Imagine we’re writing a program that enrolls students in courses.

  • If a student has completed the prerequisites, then they can enroll in a course.
  • Else, they need to take the prerequisite courses.

They can’t take Physics II without finishing Physics I.

We represent this kind of decision-making in our program using conditional or control flow statements. Before this point, our code runs line-by-line from the top down, but conditional statements allow us to be selective in which portions will run.

Conditional statements check a boolean condition and run a block of code depending on the condition. Curly braces mark the scope of a conditional block similar to a method or class.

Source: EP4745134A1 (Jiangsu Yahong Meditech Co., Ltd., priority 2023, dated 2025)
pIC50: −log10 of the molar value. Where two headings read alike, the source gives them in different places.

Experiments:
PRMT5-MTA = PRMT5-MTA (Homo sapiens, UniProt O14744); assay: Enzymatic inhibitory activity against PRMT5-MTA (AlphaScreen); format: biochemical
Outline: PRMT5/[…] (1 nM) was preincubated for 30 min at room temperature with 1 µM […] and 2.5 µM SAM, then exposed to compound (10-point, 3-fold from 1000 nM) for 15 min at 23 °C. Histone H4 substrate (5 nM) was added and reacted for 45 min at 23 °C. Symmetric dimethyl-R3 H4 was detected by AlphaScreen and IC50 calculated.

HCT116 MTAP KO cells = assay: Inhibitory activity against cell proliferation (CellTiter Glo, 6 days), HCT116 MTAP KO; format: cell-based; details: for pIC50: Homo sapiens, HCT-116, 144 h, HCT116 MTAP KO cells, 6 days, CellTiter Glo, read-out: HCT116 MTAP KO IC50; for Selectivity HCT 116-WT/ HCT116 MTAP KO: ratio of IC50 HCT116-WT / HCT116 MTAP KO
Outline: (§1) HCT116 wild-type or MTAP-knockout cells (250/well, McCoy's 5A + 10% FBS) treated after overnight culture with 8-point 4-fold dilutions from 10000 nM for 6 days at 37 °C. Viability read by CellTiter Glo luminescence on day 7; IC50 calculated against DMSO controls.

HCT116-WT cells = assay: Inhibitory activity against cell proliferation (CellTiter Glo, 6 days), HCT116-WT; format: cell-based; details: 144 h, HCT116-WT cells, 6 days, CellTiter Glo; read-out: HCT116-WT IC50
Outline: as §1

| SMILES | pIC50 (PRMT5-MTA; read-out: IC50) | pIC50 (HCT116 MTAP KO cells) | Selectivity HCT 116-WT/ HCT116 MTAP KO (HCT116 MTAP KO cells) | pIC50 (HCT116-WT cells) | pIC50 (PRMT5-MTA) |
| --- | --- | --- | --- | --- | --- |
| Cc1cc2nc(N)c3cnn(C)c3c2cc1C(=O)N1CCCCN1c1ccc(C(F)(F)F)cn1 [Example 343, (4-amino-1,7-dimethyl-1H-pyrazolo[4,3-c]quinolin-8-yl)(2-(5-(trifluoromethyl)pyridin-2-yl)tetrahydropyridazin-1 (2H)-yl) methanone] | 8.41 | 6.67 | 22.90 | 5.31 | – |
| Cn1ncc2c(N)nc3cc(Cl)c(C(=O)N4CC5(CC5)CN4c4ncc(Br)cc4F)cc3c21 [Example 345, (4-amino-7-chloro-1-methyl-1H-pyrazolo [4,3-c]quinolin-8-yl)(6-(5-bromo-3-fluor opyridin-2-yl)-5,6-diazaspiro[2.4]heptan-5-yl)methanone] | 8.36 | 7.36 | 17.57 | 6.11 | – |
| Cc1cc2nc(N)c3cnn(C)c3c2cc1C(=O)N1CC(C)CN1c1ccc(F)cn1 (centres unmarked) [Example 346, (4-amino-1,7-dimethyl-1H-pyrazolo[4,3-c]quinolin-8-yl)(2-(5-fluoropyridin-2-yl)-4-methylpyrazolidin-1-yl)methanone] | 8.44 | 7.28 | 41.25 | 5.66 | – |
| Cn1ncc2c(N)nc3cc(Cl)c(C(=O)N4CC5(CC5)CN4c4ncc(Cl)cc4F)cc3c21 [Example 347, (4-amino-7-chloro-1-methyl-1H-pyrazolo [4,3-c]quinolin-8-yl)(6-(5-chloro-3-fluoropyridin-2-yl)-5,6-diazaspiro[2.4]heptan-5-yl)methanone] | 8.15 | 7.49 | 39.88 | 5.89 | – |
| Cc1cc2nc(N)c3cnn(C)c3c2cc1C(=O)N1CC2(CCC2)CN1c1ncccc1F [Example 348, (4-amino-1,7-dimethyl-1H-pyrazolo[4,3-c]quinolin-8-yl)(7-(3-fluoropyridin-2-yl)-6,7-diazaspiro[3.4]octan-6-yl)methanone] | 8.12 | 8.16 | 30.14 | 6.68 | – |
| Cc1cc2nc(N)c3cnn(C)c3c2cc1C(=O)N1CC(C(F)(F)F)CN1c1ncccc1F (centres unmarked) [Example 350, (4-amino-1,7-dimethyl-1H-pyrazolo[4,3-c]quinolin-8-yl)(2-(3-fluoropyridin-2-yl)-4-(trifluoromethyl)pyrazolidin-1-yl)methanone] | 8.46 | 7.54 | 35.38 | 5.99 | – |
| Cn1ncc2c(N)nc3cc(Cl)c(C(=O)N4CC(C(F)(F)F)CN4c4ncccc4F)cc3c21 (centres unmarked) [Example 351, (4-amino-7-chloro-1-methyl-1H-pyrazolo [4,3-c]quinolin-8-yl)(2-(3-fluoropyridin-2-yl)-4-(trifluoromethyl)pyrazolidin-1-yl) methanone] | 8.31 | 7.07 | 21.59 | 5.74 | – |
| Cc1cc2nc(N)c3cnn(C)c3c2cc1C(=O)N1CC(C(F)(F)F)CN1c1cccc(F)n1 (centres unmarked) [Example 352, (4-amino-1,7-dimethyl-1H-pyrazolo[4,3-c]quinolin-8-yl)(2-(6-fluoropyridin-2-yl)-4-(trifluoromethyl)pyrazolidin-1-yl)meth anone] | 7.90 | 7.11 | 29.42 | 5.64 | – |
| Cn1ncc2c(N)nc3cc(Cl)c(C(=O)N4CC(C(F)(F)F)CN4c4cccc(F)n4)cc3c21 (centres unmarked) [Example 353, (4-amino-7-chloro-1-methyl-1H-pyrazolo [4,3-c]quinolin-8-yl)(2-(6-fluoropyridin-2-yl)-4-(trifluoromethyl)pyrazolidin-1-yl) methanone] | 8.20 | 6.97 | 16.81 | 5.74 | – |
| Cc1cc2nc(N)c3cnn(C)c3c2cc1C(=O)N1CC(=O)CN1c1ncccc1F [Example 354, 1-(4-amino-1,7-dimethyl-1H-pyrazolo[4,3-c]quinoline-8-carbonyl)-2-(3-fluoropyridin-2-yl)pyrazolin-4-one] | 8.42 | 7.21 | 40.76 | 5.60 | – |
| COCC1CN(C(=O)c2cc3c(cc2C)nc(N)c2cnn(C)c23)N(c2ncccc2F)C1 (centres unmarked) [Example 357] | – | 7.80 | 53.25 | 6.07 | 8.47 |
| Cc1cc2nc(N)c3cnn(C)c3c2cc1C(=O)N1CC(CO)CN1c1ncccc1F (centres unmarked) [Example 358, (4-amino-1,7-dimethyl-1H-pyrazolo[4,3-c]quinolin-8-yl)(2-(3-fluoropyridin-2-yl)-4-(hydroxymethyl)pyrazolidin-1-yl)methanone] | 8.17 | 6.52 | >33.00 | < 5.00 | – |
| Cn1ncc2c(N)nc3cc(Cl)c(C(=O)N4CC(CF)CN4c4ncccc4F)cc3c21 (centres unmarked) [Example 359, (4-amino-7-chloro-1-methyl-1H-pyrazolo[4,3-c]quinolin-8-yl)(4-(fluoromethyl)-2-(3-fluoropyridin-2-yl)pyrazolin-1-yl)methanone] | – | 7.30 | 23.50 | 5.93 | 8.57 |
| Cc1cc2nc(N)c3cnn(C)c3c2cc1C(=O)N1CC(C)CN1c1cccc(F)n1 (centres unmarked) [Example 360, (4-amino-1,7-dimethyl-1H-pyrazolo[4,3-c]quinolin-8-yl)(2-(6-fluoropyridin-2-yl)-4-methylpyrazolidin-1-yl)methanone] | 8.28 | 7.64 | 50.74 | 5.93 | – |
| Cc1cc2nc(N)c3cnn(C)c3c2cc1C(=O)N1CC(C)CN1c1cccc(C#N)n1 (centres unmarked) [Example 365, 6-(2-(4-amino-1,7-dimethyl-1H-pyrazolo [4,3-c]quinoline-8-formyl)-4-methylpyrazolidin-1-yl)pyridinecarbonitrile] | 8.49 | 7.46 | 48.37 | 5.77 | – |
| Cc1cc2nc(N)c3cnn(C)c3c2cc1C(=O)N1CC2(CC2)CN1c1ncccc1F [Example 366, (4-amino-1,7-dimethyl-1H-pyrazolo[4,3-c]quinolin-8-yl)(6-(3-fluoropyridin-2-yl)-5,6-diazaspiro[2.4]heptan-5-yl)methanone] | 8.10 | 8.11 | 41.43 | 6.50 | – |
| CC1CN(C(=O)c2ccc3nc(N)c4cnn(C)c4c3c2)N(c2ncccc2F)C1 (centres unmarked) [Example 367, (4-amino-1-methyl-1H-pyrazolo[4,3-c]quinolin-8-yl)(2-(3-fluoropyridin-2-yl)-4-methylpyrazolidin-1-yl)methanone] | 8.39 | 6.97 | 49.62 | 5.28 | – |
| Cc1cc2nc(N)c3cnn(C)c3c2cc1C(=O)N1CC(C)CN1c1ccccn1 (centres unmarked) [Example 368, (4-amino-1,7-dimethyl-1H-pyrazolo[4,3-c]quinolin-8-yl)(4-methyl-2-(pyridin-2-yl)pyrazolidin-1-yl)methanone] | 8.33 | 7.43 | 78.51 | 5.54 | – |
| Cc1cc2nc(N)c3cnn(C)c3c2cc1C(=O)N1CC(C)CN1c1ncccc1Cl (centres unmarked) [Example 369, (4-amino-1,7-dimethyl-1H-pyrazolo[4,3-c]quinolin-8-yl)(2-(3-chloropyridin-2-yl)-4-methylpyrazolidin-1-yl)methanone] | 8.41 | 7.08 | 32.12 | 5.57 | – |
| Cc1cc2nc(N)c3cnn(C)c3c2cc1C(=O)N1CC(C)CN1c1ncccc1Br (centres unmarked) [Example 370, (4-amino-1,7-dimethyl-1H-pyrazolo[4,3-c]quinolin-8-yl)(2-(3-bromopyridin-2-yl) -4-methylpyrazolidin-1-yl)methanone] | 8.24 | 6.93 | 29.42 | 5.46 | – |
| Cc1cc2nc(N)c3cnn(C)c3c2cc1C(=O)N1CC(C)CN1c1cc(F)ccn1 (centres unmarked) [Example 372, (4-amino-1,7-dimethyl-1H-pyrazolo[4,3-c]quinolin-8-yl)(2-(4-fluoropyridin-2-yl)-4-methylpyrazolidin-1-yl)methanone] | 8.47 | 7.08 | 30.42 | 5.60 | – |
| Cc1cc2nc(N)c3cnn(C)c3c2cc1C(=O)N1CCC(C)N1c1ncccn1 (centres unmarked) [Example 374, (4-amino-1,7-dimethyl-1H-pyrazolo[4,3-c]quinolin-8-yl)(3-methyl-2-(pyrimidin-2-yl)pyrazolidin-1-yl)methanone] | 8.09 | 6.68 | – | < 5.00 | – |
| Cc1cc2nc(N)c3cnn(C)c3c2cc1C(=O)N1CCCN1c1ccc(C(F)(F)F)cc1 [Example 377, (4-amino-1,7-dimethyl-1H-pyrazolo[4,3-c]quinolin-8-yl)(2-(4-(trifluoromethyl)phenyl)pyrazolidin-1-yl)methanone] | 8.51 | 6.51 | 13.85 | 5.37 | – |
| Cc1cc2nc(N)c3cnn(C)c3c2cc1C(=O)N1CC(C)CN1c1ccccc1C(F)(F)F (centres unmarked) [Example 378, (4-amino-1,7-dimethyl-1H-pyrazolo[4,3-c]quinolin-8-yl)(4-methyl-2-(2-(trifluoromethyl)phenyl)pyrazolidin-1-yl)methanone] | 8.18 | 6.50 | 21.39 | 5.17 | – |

Here’s a complete conditional statement:

if (true) { System.out.println("Hello World!"); }

If the condition is true, then the block is run. So Hello World! is printed.

But suppose the condition is different:

if (false) { System.out.println("Hello World!"); }

If the condition is false, then the block does not run.

This code is also called if-then statements: “If (condition) is true, then do something”.


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